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A description of Aprutium, now called Abruzzo, appearing on the back of a map dated 1590.

Добавлено : Дата: в разделе: Festivals, traditions and food in Abruzzo and Molise

A few week ago I have found a picture in Pinterest, the title was: A DESCRIPTION OF APRUTIUM, NOW CALLED ABRUZZO, APPEARING ON THE BACK OF A MAP DATED 1590, from Donald Hall's 1956 book, "Eagle Argent"; I felt immediately very interested. I tried to read it, but it was too small and some of the words were completely unreadable. I printed the document to try to decipher it, but it has been hard because the file was badly scanned and many of the words were missed up and badly spelt. I have done a search to prove all the Latin names, those at least are right. Below the text I have managed to transcribe.

If someone has some suggestion or comment, I would be glad to hear them!

A description of Aprutium, now called Abruzzo, appearing on the back of a map dated 1590.

from Donald Hall's 1956 book, "Eagle Argent".

In the kingdom of Naples there is a province which they call Abruzzo, the Latin’s anciently named it, Aprutium: why it was so called, as it is uncertain, so that it took not his name of the Bruy, as someone have been of opinion. I make no question.

Some there are which think it so named Ab Aprus of Bores, for that country being forestry and full of woods, it swarmed with wild hogged: other name do derive it ab asperitate montis apennini, from the peaks of the mount Apenninus, which here in this tract is very hideous, steep and high. The greater and better sort of writers do believe that in it some part of the ancient name of Praetutium as yet remain.

For Scipione Mazzella, the Samnites, (and amongst them the Praetutium) the Peligni, Marsicans, Forestum, Vestini, Marsi, and Albenses, have formerly inhabited these places.

It is bounded at this day on the North side, by the Hadriaticke sea; on the West by the river Tronto, anciently called Truentus; On the East, by Fortore, in old time named Fronto; Upon the South it has the mount Apenine although in some places it stretches itself beyond the same.

This province Alphonsus thestout king of Aragon, divided into two parts, Abruzzo the nether, and Abruzzo the higher. Abruzzo the higher, which we have described apart by itself, is severed from the nether by the river Pescara, which old writers called Aternu. Scipione Mazzella in his curious description of the kingdom of Naples, affirmed that this country is by situation and nature of the place, very strong and inhabited by a stout and sturdy nation; and the soil is very fertile of wines and Cattell.

The chief cities of it are: Aquila, Interamnia or Teramo, Amatrice, Atri, Penne: and long since here have stood Amiterno and Fisconio, both now defaced, yet of their ruins and after is raised Aquila some few miles off, built upon the top of an hill, as Velateran and others have written. This city arise  in a place most fertile of all things necessary: so that the Cabbadges here (caulis capucci, they call them) do often weigh, as Mazella reported, sometime thirty, sometime forty pound; In Amiternos fertile fields we went and spend our days. The fields before the cities, do yield such great plenty of Saffron, that thereof yearly they make 40000 ducats. Here is once a year kept a great Faire. It had 110 Churches. Near this city, as Blondus said, is a stone under which runs a stream of oil, which they call oile of peter, or Petroleum: and is desired and fought for many, but of the Aleman’s and Hungarian it is more esteemed than the Italians.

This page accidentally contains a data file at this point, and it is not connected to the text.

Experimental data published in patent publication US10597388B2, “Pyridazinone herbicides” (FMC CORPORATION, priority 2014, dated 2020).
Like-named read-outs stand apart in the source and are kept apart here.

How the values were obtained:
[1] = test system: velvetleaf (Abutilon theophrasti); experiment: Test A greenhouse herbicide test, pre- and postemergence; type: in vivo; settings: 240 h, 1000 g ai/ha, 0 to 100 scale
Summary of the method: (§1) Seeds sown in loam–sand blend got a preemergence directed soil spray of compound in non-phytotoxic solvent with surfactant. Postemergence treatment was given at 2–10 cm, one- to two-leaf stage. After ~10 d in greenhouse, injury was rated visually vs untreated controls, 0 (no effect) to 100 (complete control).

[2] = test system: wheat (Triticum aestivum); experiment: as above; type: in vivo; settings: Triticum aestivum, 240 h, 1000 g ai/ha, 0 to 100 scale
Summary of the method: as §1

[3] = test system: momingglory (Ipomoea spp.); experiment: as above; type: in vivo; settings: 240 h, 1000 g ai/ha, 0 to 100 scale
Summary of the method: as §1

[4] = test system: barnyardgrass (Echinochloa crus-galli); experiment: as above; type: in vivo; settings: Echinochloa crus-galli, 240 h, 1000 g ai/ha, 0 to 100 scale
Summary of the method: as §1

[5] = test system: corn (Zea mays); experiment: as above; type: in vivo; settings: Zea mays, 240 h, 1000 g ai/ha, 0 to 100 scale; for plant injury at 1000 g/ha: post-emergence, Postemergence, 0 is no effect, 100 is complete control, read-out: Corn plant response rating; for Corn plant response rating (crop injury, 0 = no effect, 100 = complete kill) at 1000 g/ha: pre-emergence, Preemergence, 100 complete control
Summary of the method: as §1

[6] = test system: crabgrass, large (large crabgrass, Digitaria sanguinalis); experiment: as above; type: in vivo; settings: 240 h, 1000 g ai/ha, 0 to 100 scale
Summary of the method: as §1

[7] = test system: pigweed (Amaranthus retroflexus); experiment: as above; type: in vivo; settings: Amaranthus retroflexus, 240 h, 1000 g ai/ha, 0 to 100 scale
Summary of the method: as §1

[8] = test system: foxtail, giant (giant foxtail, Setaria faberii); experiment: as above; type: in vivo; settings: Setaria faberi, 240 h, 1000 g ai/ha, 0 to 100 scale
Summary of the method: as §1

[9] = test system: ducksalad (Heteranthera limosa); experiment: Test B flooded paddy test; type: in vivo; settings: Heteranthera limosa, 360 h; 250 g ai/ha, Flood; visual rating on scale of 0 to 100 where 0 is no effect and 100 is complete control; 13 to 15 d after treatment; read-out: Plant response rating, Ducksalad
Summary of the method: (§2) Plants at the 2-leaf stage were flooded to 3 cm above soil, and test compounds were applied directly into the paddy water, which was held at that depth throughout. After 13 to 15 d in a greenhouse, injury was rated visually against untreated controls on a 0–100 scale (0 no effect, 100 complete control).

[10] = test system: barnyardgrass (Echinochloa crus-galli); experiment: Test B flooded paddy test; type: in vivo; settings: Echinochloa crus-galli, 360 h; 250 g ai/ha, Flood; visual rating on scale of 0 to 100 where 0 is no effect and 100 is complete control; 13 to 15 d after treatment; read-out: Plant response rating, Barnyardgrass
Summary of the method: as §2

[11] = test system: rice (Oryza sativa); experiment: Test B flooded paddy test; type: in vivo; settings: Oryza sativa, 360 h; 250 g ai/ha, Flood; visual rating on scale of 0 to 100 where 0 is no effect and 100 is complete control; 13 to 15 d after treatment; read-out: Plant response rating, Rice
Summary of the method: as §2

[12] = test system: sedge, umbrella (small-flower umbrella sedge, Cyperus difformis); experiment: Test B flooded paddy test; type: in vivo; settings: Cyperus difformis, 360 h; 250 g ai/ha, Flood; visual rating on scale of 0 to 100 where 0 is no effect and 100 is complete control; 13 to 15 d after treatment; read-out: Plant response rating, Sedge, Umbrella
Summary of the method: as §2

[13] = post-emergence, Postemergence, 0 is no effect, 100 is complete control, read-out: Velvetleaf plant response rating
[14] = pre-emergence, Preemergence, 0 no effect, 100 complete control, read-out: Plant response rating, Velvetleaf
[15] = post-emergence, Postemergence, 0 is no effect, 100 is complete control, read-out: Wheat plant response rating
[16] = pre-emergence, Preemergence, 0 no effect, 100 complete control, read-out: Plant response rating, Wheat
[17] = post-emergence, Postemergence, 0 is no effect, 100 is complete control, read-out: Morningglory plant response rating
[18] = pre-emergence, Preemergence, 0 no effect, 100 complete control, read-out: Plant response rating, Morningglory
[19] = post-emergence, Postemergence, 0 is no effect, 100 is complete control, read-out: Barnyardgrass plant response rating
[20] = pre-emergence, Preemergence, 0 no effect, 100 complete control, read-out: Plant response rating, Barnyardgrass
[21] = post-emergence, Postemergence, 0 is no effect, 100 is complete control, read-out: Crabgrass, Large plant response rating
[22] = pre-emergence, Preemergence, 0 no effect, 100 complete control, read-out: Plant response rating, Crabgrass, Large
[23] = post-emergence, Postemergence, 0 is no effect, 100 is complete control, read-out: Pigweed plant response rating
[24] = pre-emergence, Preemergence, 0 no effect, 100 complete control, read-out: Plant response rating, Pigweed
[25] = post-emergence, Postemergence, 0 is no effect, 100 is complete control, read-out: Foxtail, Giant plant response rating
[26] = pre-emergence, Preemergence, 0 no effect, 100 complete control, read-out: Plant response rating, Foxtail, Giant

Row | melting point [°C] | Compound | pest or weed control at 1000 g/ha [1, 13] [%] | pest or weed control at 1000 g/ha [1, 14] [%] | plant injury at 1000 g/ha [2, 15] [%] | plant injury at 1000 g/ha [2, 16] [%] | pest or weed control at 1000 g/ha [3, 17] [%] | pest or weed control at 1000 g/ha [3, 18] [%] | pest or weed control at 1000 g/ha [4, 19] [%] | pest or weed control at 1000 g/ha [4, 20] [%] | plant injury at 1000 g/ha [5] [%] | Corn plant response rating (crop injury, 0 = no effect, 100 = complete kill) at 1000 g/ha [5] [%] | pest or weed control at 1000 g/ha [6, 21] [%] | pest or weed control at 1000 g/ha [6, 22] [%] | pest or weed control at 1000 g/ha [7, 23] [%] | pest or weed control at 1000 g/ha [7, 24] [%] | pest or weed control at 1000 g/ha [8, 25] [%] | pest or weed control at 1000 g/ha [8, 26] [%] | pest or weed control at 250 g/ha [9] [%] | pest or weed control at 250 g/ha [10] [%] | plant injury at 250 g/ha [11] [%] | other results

The fame authors recorded that the country people shewed him a Pear-tree  growing upon an hill not far from the head of the river Pescara, or Aterno, shooting up in such a sort that the water falling upon it, divided itself into three parts which became three great rivers, Velino, Tronto, and Pescara running in three divers ways. Aterno in former times a goodly city, famous in histories and the native country of Salus the noble Historian can hardly be discerned where it stood: yet, Blondus said that they do yet threw some pieces of the Theatre, Temples, and Turrets. Mazella affirmed that there yet do remain the Temple of Saturne, the tomb of Thrugìfus daughter and a triumph of the Samnities engraved in marble, a memorial of the happy victory obtained against of the Roman army. Teramo long since called Intersonia, for that it is situate between three rivers, Fiumicello, Trentino and Vitiole, is the head city of this province whose Bishop is graced with many titles and dignities and the lord of the soil is called by the name of the Duke of Teramo, Adria the ancient colony of the Romans, is now called Atri. Some do think that the Emperor Hadrian was born here and of it took his name, as also the Hadriaticke sea, now called Mare Supersum, the higher sea, the Gulf or bay of Ve… F…. sometime had been a famous bishoptick whose bishops are often mentioned in the Councils and Synods held 800 years since, at Rome or other places in Italy. At this day, only some small mention is to be seen of it for it was destroyed by the Lombardes and the Bishops sea was by Pope Alexander the fourth, from thence translated into Aquila. The arms of this country as Mazella wrote is an Eagle argent crowned, standing upon three mounts or in afield Azore. He has desired to understand more of this country let him to the forenamed authors, who I doubt not will satisfy him to the full.  

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